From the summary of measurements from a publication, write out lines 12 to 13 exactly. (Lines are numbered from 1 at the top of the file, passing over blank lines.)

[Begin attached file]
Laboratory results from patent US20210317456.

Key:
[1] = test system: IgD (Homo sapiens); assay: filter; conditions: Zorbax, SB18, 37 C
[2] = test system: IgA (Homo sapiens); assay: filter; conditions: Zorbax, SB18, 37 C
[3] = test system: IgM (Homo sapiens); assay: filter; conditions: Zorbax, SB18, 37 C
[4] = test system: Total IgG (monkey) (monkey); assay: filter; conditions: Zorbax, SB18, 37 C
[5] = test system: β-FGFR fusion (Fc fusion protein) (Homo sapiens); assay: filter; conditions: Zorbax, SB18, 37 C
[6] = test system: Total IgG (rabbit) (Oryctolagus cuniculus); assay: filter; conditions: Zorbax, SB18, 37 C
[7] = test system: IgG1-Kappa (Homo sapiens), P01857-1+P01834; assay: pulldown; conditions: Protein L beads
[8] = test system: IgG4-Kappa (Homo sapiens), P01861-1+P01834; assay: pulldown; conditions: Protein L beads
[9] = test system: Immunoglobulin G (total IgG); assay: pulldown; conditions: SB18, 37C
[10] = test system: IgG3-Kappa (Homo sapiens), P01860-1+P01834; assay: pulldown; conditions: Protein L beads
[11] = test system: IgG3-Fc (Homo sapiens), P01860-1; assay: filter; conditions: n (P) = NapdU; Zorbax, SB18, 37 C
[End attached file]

[10] = test system: IgG3-Kappa (Homo sapiens), P01860-1+P01834; assay: pulldown; conditions: Protein L beads
[11] = test system: IgG3-Fc (Homo sapiens), P01860-1; assay: filter; conditions: n (P) = NapdU; Zorbax, SB18, 37 C